Quillwork by Burlington Tooshkenig
This weekend I was lucky enough to attend a Two-Spirit basketweaving workshop. The event was hosted by First Light, Trans Support NL Inc., and Coastal Health NL. It is a 2 day basket weaving class taught by Burlington Tooshkenig. He grew up on the Walpole Island First Nation, a member of the Potawatomi, and is now living in Newfoundland within sight of the ocean. Burl has an online store (Sweetgrass & Cinnamon – Indigenous Art) selling gorgeous quillwork, baskets, jewelry, and more if you’d like to explore his creations, like the incredible image of the turtle on the right.
I love the smell of sweetgrass. It smells of green and gold simultaneously. Please don’t make me explain the smells of colours, that sentence makes perfect sense inside my head. Many scents have colour associations for me. If I were to design the perfect meditation room, it have Japanese-style tatami mats on the floor, but they would be made all of sweetgrass, so that every time we stepped or knelt on them, the scent would be released into the air. When I opened the box of supplies for the workshop, the first thing that hit me was the smell of the sweetgrass. When it it fills your lungs, it feels like everything in the world is right again. It is the smell of cleanliness and purity. Thank you Burl, for assembling the kit, and Kathy, for shipping the kit. Seriously: just opening the box was a gift.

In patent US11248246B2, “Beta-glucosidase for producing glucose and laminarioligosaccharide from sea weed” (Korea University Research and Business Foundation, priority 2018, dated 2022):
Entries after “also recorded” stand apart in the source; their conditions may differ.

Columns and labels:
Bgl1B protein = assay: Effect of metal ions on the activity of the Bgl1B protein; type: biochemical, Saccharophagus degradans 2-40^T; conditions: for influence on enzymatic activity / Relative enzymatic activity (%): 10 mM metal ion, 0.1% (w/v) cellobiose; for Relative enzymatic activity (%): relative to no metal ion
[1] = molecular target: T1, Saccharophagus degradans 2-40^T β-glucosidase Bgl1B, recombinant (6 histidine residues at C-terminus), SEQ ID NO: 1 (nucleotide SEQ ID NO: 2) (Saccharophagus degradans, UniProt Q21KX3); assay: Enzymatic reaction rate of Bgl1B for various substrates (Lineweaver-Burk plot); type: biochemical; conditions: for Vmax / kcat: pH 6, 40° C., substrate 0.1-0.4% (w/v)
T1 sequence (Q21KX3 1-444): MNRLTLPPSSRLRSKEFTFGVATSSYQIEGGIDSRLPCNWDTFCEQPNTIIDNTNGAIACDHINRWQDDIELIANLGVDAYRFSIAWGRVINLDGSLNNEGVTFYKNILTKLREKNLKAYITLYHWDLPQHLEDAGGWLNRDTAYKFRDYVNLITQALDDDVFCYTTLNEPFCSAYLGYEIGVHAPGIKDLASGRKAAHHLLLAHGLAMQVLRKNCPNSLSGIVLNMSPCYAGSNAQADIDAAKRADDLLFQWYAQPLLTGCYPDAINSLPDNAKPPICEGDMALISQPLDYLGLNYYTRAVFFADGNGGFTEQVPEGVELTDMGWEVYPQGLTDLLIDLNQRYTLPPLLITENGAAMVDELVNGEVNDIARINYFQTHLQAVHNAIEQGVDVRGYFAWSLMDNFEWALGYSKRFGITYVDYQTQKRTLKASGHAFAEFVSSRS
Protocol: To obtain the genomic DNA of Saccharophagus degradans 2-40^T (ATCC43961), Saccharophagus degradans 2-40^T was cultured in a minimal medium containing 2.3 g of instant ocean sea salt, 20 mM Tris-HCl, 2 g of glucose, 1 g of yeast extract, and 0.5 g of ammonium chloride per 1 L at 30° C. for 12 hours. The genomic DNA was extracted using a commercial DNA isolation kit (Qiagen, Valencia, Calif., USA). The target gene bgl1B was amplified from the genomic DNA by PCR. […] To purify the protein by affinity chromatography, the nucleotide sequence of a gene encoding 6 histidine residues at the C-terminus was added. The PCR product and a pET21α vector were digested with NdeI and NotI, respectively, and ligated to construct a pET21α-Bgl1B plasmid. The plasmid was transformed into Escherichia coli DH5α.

I’d like to highlight something important here: Burl is teaching these classes to make sure that these skills don’t die out. At one point, there were only five people in his community still doing this type of sweetgrass basket making. Today, none of those five are still with us, making baskets, and I think it that has added a sense of urgency. We need to share these lessons with our children, our families, and our communities. Burl is quite unusual in that he is open to teaching non-indigenous students. Many elders prefer to keep their culture insular, only sharing it with those close to them, sometimes not even teaching those outside their immediate bloodline. While I understand the desire to protect ancient medicine, it leaves us at constant risk of knowledge being lost forever. All it takes is one generation of children who cannot or will not carry on the traditions, and they are lost. Burl has taken a different approach. He described the class we were taking as something akin to building bridges to other communities, so that we can learn to appreciate each other and value each other. I think that this is important… the more we know about each other, the harder it is to find reasons to hate and fear. During the two days of this course, we got to see participants on either coast of Turtle Island, plus some of the spaces in between, share in the creation of art while sharing stories about their lives and families.